Epalzeorhynchus kalopterus (False SAE)
Latince Adı: Epalzeorhynchus kalopterus
Coğrafik Kökeni: Güneydoğu Asya
Beslenme Biçimi: Hem etçil, hem otçul.
Davranış Biçimi: Barışçıl
Kendi Türlerine Davranışı: Barışçıl
Yüzme Seviyesi: Taban ve orta
Cinsiyet Ayrımı: Erkeklerin ağzının kenarında dikenler olur ve bu dikenlerin sayısı dişilere nazaran daha çok sayıdadır.
Üreme: Akvaryumda ürediği görülmemiştir.
Sıcaklık: 24°C – 26°C
En Fazla Büyüdüğü Boy: 14 cm.
En Az Akvaryum Hacmi: 100 litre
Su Sertliği: Orta – Sert
pH: 6.0 – 7.0
Zorluk Seviyesi: 3 Genel
Genel Yorum: False SAE (Siamese Algae Eater) olarak bilinir. SAE’ye benzediğinden, çoğunlukla SAE olarak satılırlar. SAE’ye nazaran daha az yosun tüketirler.
False Sae’yi orjinalinden ayıran bir özellik daha; Siyah bant’ın üzerinde hafif sarı bir bant daha bulunur bu bant hayvan bir yaşına gelince daha belli olur. Aslında diğeri ile aralarında çok fark yoktur. Orjinal Sae’lere göre daha hareketli ve daha az saklanırlar.
Flying fox (fish)
The flying fox (Epalzeorhynchos kalopterus) is a Southeast Asian species of freshwater fish in the family Cyprinidae. It is commonly kept in the aquarium trade. Among other foods, it is known to eat green algae. It is sometimes mistakenly referred to as the Siamese algae eater.
The flying fox fish has a characteristic long body with a flat abdominal area. Its dorsal area has a coloration ranging from olive to dark brown. The lower half of its body has a yellowish white hue. A brownish-black line runs from its mouth to the caudal fin. On top of this distinctive black line is a gold-colored stripe. The eyes of a flying fox may have a reddish iris. Its dorsal, anal and ventral fins consist of a transparent front with a thick black band along the edge.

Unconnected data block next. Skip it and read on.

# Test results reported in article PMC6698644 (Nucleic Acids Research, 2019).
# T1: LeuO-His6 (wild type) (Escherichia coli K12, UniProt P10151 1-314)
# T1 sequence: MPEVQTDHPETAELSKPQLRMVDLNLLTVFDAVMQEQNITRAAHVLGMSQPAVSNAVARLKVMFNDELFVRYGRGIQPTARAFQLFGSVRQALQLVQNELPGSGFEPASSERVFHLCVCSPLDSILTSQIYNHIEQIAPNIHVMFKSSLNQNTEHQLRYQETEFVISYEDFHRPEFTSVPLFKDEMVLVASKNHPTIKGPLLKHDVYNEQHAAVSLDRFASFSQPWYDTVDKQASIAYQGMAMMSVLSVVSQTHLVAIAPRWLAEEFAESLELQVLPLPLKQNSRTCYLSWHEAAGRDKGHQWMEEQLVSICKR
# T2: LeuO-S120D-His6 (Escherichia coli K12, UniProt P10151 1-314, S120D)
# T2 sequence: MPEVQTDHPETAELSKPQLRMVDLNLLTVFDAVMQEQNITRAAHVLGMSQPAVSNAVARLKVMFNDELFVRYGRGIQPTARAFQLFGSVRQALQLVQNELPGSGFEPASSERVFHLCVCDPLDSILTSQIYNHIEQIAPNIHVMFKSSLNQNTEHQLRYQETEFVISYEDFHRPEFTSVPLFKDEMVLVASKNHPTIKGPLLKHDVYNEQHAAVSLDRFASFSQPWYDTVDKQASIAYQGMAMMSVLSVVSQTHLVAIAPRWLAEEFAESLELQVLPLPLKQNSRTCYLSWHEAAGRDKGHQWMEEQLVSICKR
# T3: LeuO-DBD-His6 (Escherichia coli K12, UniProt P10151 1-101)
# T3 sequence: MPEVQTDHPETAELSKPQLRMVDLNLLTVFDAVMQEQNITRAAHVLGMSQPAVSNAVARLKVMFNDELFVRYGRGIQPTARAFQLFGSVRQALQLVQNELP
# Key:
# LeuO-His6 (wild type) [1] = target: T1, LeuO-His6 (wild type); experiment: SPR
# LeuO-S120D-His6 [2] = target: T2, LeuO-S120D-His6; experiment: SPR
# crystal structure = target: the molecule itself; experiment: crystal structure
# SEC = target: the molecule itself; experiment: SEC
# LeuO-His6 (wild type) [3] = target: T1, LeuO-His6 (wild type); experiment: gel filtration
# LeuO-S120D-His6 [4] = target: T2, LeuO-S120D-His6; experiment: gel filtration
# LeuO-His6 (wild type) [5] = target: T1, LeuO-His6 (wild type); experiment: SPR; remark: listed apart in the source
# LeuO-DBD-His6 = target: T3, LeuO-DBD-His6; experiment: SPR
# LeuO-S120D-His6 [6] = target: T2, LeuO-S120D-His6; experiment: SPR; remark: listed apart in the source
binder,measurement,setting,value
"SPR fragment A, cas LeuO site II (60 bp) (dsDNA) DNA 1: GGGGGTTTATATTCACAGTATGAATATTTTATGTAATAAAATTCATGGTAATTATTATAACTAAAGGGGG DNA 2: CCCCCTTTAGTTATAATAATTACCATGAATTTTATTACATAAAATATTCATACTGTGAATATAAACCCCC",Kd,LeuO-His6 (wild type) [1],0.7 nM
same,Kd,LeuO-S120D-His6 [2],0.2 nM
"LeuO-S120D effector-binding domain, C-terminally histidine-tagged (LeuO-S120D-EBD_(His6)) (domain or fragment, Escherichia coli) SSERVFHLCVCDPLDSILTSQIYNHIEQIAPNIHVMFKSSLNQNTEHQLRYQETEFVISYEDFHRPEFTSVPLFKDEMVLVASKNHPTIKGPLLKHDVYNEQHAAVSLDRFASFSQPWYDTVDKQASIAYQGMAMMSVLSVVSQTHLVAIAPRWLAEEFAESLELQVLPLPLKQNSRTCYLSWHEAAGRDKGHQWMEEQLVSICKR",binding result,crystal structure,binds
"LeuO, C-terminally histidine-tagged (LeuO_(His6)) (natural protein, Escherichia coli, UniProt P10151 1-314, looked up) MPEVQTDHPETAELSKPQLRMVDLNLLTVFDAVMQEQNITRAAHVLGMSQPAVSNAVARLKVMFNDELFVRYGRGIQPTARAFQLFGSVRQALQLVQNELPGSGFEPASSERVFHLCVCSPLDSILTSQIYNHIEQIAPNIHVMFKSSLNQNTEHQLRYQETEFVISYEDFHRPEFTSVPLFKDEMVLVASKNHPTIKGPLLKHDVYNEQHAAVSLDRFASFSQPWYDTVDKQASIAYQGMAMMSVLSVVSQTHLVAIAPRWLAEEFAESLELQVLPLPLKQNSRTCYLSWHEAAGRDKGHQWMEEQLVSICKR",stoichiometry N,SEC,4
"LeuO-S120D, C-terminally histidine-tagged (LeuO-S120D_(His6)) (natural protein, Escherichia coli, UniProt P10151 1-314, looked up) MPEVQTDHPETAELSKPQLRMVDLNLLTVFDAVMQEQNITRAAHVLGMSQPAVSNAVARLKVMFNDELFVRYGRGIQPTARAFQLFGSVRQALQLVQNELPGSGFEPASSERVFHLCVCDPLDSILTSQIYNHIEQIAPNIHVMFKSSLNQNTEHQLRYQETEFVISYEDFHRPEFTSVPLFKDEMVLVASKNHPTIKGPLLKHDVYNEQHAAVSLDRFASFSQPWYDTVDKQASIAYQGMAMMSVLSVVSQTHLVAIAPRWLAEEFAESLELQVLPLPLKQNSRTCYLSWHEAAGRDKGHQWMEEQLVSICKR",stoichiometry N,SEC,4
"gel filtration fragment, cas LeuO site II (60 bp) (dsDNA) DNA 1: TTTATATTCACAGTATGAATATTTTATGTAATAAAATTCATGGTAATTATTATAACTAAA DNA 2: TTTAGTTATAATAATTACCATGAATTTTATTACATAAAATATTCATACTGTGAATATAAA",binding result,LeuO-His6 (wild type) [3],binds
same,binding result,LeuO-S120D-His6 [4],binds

Although capable of reaching up to 6 inches (15.24 cm), flying foxes have an average length of 4.7 inches (11.94 cm) and are frequent victims of stunting in the aquarium setting.
In the aquarium
A 40 gallon breeder tank or larger lined with fine gravel or sand substrate is suitable for an average-sized flying fox fish. Being bottom-dwellers, the aquarium for flying foxes usually has broad-leaved plants, rocks, and driftwood to serve as hiding places. Because the flying fox is a known algae-eater, adequate lighting is preferred. Flying foxes can survive in aquarium water that has a pH of 6 to 7.5, a water hardness ranging from 2 to 12 dH, and temperatures kept at 23 to 27 °C (73 to 81 °F).
Being a peaceful fish when kept singly, flying foxes are generally compatible with acaras, angelfish, barbs, danios, eartheaters, gouramis, knifefish, loaches, tetras and rasboras. Aquarists may keep these fish alone or in schools, however a group of flying foxes may exhibit territorial behavior.
In the aquarium, flying foxes may live from 8 to 10 years.
Although algae eaters, flying foxes are also known to accept food in the form of flakes, wafers and tablets. Being omnivorous, vegetables such as spinach, zucchini and lettuce, as well as live planarians, tubifex worms, crustaceans and other aquatic insects are excellent staples for a flying fox. Oatmeal is sometimes accepted as well. They do not consume red algae.
Sex among flying foxes is difficult to determine, though as with most fish, mature females tend to be plumper and males more slender. Flying foxes are not known to breed in captivity.